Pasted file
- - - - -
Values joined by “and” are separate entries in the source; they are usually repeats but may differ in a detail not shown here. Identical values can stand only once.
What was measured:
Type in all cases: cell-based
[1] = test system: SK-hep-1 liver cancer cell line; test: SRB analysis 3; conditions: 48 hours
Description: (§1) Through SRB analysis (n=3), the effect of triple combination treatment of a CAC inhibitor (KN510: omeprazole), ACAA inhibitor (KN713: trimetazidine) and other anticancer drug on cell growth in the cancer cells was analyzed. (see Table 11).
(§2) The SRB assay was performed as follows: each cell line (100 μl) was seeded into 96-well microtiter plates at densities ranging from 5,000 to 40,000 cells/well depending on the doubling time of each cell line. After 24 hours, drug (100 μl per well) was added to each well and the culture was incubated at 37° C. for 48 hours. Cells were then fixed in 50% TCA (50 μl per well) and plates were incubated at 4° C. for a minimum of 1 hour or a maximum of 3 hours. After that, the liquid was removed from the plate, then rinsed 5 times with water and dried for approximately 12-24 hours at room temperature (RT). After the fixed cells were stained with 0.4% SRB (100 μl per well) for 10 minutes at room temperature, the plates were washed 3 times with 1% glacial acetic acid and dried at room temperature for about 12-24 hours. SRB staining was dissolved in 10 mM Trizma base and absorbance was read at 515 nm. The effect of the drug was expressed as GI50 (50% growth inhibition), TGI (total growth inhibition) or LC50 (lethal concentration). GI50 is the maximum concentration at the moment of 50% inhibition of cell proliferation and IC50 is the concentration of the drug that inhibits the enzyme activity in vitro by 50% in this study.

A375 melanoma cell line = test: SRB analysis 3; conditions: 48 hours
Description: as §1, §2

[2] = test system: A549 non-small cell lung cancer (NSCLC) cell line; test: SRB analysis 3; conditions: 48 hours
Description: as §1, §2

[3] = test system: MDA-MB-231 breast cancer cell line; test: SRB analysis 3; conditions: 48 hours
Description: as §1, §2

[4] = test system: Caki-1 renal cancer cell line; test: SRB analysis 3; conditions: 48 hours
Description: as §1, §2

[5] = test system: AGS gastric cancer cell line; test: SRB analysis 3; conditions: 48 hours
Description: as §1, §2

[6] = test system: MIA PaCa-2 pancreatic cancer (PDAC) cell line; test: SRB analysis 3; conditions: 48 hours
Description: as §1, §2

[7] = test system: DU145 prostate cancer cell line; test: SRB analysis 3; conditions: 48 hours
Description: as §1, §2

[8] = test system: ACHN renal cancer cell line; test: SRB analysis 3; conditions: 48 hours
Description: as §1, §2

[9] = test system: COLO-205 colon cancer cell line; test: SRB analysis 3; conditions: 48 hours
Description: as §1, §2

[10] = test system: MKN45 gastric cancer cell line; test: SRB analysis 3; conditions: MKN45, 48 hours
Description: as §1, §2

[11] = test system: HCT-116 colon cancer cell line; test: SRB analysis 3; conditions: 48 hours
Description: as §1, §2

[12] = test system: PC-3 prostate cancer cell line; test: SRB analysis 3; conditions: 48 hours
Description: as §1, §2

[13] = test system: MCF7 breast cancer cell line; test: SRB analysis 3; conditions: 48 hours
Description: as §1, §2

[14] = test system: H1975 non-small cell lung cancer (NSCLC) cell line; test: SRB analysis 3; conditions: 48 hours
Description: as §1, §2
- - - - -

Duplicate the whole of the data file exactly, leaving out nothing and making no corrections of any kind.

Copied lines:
Values joined by “and” are separate entries in the source; they are usually repeats but may differ in a detail not shown here. Identical values can stand only once.
What was measured:
Type in all cases: cell-based
[1] = test system: SK-hep-1 liver cancer cell line; test: SRB analysis 3; conditions: 48 hours
Description: (§1) Through SRB analysis (n=3), the effect of triple combination treatment of a CAC inhibitor (KN510: omeprazole), ACAA inhibitor (KN713: trimetazidine) and other anticancer drug on cell growth in the cancer cells was analyzed. (see Table 11).
(§2) The SRB assay was performed as follows: each cell line (100 μl) was seeded into 96-well microtiter plates at densities ranging from 5,000 to 40,000 cells/well depending on the doubling time of each cell line. After 24 hours, drug (100 μl per well) was added to each well and the culture was incubated at 37° C. for 48 hours. Cells were then fixed in 50% TCA (50 μl per well) and plates were incubated at 4° C. for a minimum of 1 hour or a maximum of 3 hours. After that, the liquid was removed from the plate, then rinsed 5 times with water and dried for approximately 12-24 hours at room temperature (RT). After the fixed cells were stained with 0.4% SRB (100 μl per well) for 10 minutes at room temperature, the plates were washed 3 times with 1% glacial acetic acid and dried at room temperature for about 12-24 hours. SRB staining was dissolved in 10 mM Trizma base and absorbance was read at 515 nm. The effect of the drug was expressed as GI50 (50% growth inhibition), TGI (total growth inhibition) or LC50 (lethal concentration). GI50 is the maximum concentration at the moment of 50% inhibition of cell proliferation and IC50 is the concentration of the drug that inhibits the enzyme activity in vitro by 50% in this study.

A375 melanoma cell line = test: SRB analysis 3; conditions: 48 hours
Description: as §1, §2

[2] = test system: A549 non-small cell lung cancer (NSCLC) cell line; test: SRB analysis 3; conditions: 48 hours
Description: as §1, §2

[3] = test system: MDA-MB-231 breast cancer cell line; test: SRB analysis 3; conditions: 48 hours
Description: as §1, §2

[4] = test system: Caki-1 renal cancer cell line; test: SRB analysis 3; conditions: 48 hours
Description: as §1, §2

[5] = test system: AGS gastric cancer cell line; test: SRB analysis 3; conditions: 48 hours
Description: as §1, §2

[6] = test system: MIA PaCa-2 pancreatic cancer (PDAC) cell line; test: SRB analysis 3; conditions: 48 hours
Description: as §1, §2

[7] = test system: DU145 prostate cancer cell line; test: SRB analysis 3; conditions: 48 hours
Description: as §1, §2

[8] = test system: ACHN renal cancer cell line; test: SRB analysis 3; conditions: 48 hours
Description: as §1, §2

[9] = test system: COLO-205 colon cancer cell line; test: SRB analysis 3; conditions: 48 hours
Description: as §1, §2

[10] = test system: MKN45 gastric cancer cell line; test: SRB analysis 3; conditions: MKN45, 48 hours
Description: as §1, §2

[11] = test system: HCT-116 colon cancer cell line; test: SRB analysis 3; conditions: 48 hours
Description: as §1, §2

[12] = test system: PC-3 prostate cancer cell line; test: SRB analysis 3; conditions: 48 hours
Description: as §1, §2

[13] = test system: MCF7 breast cancer cell line; test: SRB analysis 3; conditions: 48 hours
Description: as §1, §2

[14] = test system: H1975 non-small cell lung cancer (NSCLC) cell line; test: SRB analysis 3; conditions: 48 hours
Description: as §1, §2